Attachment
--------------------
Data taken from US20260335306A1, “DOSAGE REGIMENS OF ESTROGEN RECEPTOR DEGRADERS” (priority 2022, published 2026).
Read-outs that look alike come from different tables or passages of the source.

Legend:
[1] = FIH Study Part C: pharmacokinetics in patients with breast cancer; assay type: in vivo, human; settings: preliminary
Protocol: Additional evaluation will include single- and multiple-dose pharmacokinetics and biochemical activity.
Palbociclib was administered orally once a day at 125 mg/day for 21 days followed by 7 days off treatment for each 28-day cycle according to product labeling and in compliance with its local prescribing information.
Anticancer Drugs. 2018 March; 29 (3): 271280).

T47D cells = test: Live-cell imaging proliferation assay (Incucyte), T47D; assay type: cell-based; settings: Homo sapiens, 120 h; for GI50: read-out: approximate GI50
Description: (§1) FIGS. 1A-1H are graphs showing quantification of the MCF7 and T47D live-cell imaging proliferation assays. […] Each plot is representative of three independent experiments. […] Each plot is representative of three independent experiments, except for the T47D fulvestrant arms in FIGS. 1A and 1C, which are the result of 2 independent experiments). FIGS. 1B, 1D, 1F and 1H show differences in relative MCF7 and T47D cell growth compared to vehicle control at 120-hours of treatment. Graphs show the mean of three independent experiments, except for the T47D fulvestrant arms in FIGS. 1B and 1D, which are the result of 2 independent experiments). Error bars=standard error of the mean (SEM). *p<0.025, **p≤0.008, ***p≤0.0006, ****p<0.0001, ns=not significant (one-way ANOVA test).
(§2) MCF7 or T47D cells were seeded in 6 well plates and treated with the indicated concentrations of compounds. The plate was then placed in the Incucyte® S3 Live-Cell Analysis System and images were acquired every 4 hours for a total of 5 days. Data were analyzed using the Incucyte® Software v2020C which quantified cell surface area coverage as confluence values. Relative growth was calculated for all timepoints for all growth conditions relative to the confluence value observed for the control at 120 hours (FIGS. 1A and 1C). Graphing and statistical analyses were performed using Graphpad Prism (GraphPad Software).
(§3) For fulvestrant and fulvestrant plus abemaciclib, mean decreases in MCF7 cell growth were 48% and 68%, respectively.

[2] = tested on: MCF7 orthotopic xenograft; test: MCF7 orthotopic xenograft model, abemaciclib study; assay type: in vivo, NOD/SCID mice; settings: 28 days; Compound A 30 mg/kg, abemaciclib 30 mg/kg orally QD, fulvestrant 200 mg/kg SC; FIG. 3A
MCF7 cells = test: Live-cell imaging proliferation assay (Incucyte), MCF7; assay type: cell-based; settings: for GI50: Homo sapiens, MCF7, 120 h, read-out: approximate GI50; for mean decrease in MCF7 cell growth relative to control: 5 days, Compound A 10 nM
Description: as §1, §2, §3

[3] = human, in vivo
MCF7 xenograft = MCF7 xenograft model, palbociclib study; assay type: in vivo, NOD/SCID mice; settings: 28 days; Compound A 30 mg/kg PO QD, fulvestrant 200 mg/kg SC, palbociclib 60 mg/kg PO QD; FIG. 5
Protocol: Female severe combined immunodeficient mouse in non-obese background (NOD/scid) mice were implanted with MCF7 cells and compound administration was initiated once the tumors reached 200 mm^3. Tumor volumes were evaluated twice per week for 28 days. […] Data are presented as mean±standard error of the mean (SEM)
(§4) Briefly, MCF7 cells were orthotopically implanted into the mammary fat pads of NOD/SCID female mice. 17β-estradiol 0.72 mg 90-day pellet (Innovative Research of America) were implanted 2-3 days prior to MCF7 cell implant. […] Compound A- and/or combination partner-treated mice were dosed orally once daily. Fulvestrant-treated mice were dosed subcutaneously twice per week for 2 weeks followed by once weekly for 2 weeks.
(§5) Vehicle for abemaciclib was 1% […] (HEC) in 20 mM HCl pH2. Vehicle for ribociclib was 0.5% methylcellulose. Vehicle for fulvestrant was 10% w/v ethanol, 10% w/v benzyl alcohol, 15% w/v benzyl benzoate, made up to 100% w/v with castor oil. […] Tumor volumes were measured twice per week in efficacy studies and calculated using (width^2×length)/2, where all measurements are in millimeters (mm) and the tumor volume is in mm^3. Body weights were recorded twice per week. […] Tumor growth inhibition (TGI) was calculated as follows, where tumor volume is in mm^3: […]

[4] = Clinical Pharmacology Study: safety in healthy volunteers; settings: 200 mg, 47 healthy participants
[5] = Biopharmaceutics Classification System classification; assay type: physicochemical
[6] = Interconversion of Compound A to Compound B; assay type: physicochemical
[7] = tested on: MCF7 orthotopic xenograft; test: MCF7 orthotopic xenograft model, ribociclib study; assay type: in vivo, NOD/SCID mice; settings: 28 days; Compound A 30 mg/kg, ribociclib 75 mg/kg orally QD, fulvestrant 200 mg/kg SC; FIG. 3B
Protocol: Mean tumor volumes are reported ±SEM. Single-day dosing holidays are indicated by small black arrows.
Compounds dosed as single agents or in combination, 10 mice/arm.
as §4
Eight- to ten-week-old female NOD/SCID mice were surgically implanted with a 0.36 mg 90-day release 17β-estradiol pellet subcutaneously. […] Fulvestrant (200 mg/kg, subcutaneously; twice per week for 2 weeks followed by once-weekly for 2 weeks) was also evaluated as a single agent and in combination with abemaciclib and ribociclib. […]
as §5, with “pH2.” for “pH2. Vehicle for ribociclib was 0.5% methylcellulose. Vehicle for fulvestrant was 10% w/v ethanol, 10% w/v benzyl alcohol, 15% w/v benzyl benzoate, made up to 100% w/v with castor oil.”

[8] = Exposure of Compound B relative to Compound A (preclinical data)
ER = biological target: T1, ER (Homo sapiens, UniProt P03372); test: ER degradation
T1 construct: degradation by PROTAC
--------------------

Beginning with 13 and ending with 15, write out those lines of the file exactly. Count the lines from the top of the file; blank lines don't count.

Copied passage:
MCF7 cells = test: Live-cell imaging proliferation assay (Incucyte), MCF7; assay type: cell-based; settings: for GI50: Homo sapiens, MCF7, 120 h, read-out: approximate GI50; for mean decrease in MCF7 cell growth relative to control: 5 days, Compound A 10 nM
Description: as §1, §2, §3

[3] = human, in vivo